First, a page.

The extinction of big-at-the-back FPL squads?

I recently did a comparison between this season and last, counting the number of clean sheets obtained by the traditional ‘Big Six’. The majority of Fantasy Premier League (FPL) squads started this season loaded with such defensive assets, expecting them to replicate last season’s trend.

This didn’t include Newcastle United, who have undergone major surgery in defence since ownership changed halfway through last season.

Additionally, as teams have played a different number of matches, it was just the first 18 that were compared.

How Liverpool's defensive assets compare after their FPL price changes


In total, the ‘Big Six’ amassed 50 clean sheets during the first 18 matches (averaging 8.33 per team) of the 2021/22 season, while only 38 arrived this time (6.33 per team), which is a 24 per cent drop.

The biggest loser is Liverpool, dropping from ten to four, whilst Manchester United have risen from four to eight. Last season, Manchester City and Liverpool had achieved double-digit clean sheets by now but, in 2022/23, it’s happened to none of them. Arsenal’s nine is the most.

Popular picks from early in the season derived from last season’s rock-solid teams – Joao Cancelo (£7.2m), Trent Alexander-Arnold (£7.3m), Andrew Robertson (£6.8m), Reece James (£5.7m) and Ivan Perisic (£5.5m). Yet, unfortunately, these were the four teams that actually suffered a huge drop in successful shut-outs, falling from 38 to 21 – a massive 44.73 per cent drop.

If you are one of the managers who chose to keep faith in them after a bad start, stubbornly expecting an eventual turnaround, your rank probably plummeted at this stage! What certainly didn’t help was James and Robertson’s injuries, Cancelo falling out of favour, Perisic being rotated and Alexander-Arnold’s reduced attacking productivity.


However, good FPL managers are those that adapt quickly. Ones that brought in multiple Newcastle defensive assets, watching them accumulate 11 clean sheets from their 19 games so far, conceding just 11 times at an impressive rate of 0.58 per game (although this is still far from the scary 2004/05 Chelsea team that finished with 0.39 conceded per game).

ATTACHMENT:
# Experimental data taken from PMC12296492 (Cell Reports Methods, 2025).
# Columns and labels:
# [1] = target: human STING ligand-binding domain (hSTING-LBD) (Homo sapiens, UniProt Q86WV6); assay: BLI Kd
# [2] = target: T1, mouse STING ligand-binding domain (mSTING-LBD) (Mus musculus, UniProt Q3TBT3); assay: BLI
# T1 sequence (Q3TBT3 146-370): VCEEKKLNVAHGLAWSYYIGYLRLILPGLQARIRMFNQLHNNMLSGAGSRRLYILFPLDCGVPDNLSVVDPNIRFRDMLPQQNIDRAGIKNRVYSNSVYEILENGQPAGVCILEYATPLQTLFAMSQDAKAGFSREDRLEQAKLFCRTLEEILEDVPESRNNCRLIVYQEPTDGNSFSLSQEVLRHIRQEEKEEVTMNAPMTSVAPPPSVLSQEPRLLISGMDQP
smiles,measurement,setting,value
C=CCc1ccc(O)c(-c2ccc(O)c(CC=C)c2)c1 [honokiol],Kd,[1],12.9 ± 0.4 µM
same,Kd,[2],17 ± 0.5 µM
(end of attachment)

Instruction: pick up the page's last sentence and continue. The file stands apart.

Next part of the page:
Another plus point is that, unlike Man City, Eddie Howe does not rotate Newcastle’s defence. The back line of Nick Pope (£5.4m), Kieran Trippier (£6.0m), Fabian Schar (£5.0m), Sven Botman (£4.5m) and Dan Burn (£4.5m) is settled and extremely affordable.

Another sign of adaptation is the quick switch of formation by good managers. From 5-4-1 being so popular last season due to the lack of outstanding forwards, managers have switched to either 3-5-2 (to benefit from the many cheap, high-scoring midfielders) or 3-4-3 (making use of a striker resurgence).

Most Newcastle, Arsenal and Man United defenders are so cheap that managers can load up on them whilst still having plenty of funds for elsewhere. It wasn’t like that when Man City and Liverpool names were popular.

In conclusion, I don’t think big-at-the-back is completely dead – you still can play a back five and do well – but you need to pick the right teams to base this on. And that’s not easy, considering this form might not be permanent and the expensive assets might soon find a way to re-enter the template.

A combination of cheap but efficient defenders, a premium midfielder, several mid-priced ones and either one or two premium forwards seems like the best strategy right now.

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